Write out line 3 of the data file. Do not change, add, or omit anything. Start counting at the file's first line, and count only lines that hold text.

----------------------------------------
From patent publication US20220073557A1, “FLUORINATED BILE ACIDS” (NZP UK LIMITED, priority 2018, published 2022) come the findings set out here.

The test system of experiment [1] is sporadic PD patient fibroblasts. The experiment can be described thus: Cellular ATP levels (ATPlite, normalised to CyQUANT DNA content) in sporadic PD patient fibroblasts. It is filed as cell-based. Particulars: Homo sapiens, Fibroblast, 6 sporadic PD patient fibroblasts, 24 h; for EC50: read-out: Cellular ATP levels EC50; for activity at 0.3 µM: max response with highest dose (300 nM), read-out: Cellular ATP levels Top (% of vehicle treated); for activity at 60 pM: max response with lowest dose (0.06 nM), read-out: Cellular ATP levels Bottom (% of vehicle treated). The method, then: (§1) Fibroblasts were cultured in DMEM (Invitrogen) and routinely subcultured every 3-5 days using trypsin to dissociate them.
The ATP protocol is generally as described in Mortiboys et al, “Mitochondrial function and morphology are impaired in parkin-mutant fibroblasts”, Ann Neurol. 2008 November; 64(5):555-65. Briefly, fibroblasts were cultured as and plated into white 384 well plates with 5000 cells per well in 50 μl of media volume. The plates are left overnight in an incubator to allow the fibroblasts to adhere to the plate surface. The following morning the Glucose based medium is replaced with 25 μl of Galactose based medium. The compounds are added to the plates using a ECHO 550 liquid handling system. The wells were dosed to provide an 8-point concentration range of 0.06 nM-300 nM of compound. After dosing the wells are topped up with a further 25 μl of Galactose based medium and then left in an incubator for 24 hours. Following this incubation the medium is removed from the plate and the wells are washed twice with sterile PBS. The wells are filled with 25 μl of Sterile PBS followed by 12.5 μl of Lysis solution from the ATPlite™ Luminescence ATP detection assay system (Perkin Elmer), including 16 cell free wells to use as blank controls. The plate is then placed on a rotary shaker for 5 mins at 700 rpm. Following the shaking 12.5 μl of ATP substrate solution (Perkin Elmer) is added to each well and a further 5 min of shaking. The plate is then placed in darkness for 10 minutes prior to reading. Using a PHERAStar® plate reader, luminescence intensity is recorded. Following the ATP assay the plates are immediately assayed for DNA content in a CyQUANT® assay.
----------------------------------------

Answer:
The ATP protocol is generally as described in Mortiboys et al, “Mitochondrial function and morphology are impaired in parkin-mutant fibroblasts”, Ann Neurol. 2008 November; 64(5):555-65. Briefly, fibroblasts were cultured as and plated into white 384 well plates with 5000 cells per well in 50 μl of media volume. The plates are left overnight in an incubator to allow the fibroblasts to adhere to the plate surface. The following morning the Glucose based medium is replaced with 25 μl of Galactose based medium. The compounds are added to the plates using a ECHO 550 liquid handling system. The wells were dosed to provide an 8-point concentration range of 0.06 nM-300 nM of compound. After dosing the wells are topped up with a further 25 μl of Galactose based medium and then left in an incubator for 24 hours. Following this incubation the medium is removed from the plate and the wells are washed twice with sterile PBS. The wells are filled with 25 μl of Sterile PBS followed by 12.5 μl of Lysis solution from the ATPlite™ Luminescence ATP detection assay system (Perkin Elmer), including 16 cell free wells to use as blank controls. The plate is then placed on a rotary shaker for 5 mins at 700 rpm. Following the shaking 12.5 μl of ATP substrate solution (Perkin Elmer) is added to each well and a further 5 min of shaking. The plate is then placed in darkness for 10 minutes prior to reading. Using a PHERAStar® plate reader, luminescence intensity is recorded. Following the ATP assay the plates are immediately assayed for DNA content in a CyQUANT® assay.